FISL Preview: the most effective securities lending innovations benefit all players

In the last of our preview articles ahead of the Finadium in Securities Lending conference (FISL), we highlight what our panelist experts from BNY Mellon, EquiLend and GLMX expect everyone will want to dig into in greater detail as the markets innovate to meet the demands of rapidly evolving dynamics.

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According to Nehal Udeshi, head of Securities Finance at BNY Mellon, securities lending is moving into an uncertain environment for the remainder of 2024, with far less specials in the sovereign debt markets on the back of central bank activity and mixed conviction from hedge funds on shorting equity markets.

That means financing trades will be at the forefront, with market participants across the board tackling different constraints, which include capital (RWA) and indemnification, and bank counterparts and clients asking about ways to generate liquidity for leverage. Udeshi will be discussing the challenges on the panel, “Navigating a new landscape – agent lender leaders

“What’s important as we think about the growth is how we can partner with the borrowers and end clients around solutions for those things, and that could be CCPs, it could be thinking about structures that help mitigate capital (or) it can be digital tokenized solutions to create growth,” she explained, also stressing that digital optimization is not to be confused with the overall crypto universe.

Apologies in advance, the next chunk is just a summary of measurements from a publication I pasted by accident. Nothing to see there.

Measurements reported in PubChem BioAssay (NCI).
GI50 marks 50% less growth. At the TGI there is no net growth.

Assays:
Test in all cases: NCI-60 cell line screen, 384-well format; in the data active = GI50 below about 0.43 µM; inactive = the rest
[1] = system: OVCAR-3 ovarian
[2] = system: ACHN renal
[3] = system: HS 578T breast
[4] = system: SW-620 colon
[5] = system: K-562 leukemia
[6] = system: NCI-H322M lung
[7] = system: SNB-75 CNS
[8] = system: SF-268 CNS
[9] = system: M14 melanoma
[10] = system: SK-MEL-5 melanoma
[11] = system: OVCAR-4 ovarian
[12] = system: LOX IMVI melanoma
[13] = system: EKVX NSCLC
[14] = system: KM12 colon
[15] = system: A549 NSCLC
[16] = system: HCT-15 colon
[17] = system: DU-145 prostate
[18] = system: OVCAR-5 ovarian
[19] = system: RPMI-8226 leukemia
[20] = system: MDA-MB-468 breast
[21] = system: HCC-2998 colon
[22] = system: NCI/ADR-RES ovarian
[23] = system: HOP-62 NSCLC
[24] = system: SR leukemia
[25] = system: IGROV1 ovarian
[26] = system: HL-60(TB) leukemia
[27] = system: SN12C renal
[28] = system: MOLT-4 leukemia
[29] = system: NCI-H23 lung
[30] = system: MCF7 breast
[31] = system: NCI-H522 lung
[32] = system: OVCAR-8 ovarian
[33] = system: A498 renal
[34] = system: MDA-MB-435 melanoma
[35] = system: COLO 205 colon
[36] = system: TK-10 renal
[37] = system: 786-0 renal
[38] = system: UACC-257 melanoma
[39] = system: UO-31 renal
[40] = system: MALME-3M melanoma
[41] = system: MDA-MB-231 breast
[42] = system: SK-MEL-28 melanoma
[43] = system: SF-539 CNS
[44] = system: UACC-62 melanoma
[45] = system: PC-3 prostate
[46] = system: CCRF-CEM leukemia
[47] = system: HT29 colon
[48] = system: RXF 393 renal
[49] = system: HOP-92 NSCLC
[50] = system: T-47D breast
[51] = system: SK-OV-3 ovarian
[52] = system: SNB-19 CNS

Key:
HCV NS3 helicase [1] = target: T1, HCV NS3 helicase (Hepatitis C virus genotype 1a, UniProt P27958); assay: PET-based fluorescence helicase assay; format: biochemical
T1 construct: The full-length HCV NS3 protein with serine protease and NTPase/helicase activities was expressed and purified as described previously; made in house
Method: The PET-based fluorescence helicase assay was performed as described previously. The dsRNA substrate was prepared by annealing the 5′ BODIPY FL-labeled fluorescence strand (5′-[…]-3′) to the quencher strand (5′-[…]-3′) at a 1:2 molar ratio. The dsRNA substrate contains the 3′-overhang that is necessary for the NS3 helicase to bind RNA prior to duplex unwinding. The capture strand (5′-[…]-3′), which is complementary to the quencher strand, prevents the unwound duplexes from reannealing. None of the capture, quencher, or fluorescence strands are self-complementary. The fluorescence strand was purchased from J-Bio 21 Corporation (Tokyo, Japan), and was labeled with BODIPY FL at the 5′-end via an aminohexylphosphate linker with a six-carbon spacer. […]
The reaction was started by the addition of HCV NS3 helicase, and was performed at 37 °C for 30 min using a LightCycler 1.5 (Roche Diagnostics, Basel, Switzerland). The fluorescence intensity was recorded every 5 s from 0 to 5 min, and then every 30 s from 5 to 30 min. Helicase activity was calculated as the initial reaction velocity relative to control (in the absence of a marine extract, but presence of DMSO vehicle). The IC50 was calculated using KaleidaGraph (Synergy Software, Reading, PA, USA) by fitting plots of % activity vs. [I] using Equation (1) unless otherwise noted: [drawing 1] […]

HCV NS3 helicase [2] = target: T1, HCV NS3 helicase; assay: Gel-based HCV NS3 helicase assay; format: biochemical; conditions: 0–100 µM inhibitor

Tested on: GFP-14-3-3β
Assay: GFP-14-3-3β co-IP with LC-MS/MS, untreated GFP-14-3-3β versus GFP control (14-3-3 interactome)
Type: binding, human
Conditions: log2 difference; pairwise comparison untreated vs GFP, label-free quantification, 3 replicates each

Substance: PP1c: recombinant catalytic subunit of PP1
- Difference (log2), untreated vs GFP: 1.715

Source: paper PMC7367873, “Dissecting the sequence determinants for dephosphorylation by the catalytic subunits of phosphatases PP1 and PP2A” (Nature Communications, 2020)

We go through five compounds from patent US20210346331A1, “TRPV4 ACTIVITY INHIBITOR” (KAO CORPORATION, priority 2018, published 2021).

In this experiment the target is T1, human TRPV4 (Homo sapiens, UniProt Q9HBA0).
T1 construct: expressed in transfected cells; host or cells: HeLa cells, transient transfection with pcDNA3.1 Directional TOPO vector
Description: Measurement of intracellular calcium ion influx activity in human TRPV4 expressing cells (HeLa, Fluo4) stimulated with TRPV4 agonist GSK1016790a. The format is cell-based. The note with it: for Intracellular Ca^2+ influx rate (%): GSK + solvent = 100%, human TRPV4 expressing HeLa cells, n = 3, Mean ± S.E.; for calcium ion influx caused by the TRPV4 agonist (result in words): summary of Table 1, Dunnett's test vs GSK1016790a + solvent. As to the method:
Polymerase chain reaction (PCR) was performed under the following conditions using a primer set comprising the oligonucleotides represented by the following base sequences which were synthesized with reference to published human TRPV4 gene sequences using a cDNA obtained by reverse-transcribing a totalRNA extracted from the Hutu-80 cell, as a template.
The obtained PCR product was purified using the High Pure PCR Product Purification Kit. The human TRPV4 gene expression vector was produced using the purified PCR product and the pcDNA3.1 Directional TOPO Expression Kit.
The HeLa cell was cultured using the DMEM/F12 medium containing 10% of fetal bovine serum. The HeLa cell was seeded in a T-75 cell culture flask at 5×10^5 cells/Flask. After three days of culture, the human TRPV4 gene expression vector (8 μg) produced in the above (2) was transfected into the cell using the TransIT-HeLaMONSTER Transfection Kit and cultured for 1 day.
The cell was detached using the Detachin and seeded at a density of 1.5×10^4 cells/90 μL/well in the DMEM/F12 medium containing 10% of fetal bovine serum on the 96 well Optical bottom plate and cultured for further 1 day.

Udeshi also noted that understanding US Treasury Mandatory Clearing requirements will remain a focus for 2024, while geopolitical considerations continue to create uncertainty as US elections loom.

On the beneficial owner side, issues fall into three categories: regulatory impact (e.g. Basel 3 Endgame), structural (e.g. T+1), and maximizing portfolio returns. Udeshi says a subset of clients are reviewing the risk-reward balance in the cost of capital for indemnification versus the market risk.

Technology remains a strong focus across the market, with automation, reviewing new offerings with existing partners, and weighing new providers all presenting critical aspects of strategic planning, she added: “Partnerships and new ideas of innovation (are) at the forefront, (and) the most effective innovations in this market are the ones that can benefit all parties.”

Table stakes

Working closely with market technology is not just a preference, rather has become table stakes to engage with clients, said Sal Giglio, president and chief revenue officer at GLMX, who will be speaking on the “Routes to market: how should securities loans be traded and settled?” panel.

He describes a market with large inventories in the $30 to $40 trillion range available for loan with some 50k to 100k tickets getting booked every day that participants route through a bottleneck in early morning windows and at tight timeframes.

“The best way to get that volume done in a short period of time is with technology, ideally with trading platforms to bridge both the borrowers’ and lenders’ internal technology to make the process as automated as possible,” Giglio said, adding that while figures outside the US might be different, the situation remains the same.

Leverage in the market has swelled to today’s levels in part due to technology enabling sourcing of liquidity, but also because technology makes it possible to do so in a safe manner by tapping automation, such as straight-through processing for example, he said: “People fear that platforms are going to take (their) job (but) the market’s gone the other way. I have never seen so much demand for talent out there and people leaving to go to new firms.”